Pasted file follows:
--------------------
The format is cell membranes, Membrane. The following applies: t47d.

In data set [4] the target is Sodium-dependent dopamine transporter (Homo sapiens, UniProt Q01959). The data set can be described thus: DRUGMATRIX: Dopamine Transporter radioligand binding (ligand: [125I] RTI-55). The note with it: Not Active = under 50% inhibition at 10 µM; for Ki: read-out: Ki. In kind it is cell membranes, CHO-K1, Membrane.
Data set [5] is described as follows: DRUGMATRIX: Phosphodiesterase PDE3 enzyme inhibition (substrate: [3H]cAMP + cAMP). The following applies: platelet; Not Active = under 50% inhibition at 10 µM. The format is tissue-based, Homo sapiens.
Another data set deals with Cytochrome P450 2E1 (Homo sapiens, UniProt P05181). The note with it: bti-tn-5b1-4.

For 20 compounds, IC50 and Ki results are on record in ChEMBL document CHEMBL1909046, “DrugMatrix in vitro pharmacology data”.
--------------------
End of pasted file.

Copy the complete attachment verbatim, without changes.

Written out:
The format is cell membranes, Membrane. The following applies: t47d.

In data set [4] the target is Sodium-dependent dopamine transporter (Homo sapiens, UniProt Q01959). The data set can be described thus: DRUGMATRIX: Dopamine Transporter radioligand binding (ligand: [125I] RTI-55). The note with it: Not Active = under 50% inhibition at 10 µM; for Ki: read-out: Ki. In kind it is cell membranes, CHO-K1, Membrane.
Data set [5] is described as follows: DRUGMATRIX: Phosphodiesterase PDE3 enzyme inhibition (substrate: [3H]cAMP + cAMP). The following applies: platelet; Not Active = under 50% inhibition at 10 µM. The format is tissue-based, Homo sapiens.
Another data set deals with Cytochrome P450 2E1 (Homo sapiens, UniProt P05181). The note with it: bti-tn-5b1-4.

For 20 compounds, IC50 and Ki results are on record in ChEMBL document CHEMBL1909046, “DrugMatrix in vitro pharmacology data”.